That new center varied from the existing Tzedek Centers in a significant way. This center, in Ramla, southeast of Tel Aviv, is a shared center for Jews and Arabs with a facilitator from both groups. “That’s the most special thing about it. That we have the two leaders, but also that we have two movements leading together,” said Littman.
Often, the focus of Arab-Jewish cooperation is not only centered around issues of peace and conflict, but on issues affecting people’s day-to-day lives.
Construction accidents in Israel disproportionately impact both Palestinians and Israeli Arabs, with upwards of fifty deaths a year. So when an organizer from Rishon LeZion saw a construction accident occur in front of his eyes, he knew he had to do something.
His action group began meeting with politicians and creating a public pressure campaign for there to be government action. They made a WhatsApp group where people could share photos of unsafe construction sites that the Tzedek Centers would share with the media to pressure the companies to fix the conditions.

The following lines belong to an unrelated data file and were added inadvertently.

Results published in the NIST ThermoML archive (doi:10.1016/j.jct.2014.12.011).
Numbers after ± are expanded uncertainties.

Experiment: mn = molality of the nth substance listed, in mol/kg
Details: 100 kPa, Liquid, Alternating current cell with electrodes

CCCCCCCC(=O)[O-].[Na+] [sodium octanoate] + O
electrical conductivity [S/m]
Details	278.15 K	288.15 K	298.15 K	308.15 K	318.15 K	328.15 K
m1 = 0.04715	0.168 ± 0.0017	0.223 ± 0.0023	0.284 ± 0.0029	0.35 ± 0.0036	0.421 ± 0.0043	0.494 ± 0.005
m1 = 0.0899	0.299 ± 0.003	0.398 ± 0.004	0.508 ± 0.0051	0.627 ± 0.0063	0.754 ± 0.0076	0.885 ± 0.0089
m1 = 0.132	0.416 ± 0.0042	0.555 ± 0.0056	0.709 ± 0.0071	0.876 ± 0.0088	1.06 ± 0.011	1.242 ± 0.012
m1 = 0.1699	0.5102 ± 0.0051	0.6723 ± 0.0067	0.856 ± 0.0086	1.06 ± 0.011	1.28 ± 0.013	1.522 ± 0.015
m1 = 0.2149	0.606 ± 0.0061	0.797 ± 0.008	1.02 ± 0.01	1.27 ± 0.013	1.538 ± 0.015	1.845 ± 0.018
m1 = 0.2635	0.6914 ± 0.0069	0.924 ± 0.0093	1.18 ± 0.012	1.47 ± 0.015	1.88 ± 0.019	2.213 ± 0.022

After months of their public pressure campaign, results became increasingly tangible – the government worked with the biggest construction companies in Israel to install better safety precautions. “One of the most important accomplishments of this campaign was that it was led by Jews and Arabs together,” says Carmon. “And this group has stayed together.”
Brick by brick, center by center, community by community, Tzedek Center’s are building a future in which it’s the norm, not the exception, to have Jews and Arabs working together for political change. “If we could solve this learned political helplessness and empower more and more people, then this idea of a shared society could help us reach peace,” says Littman.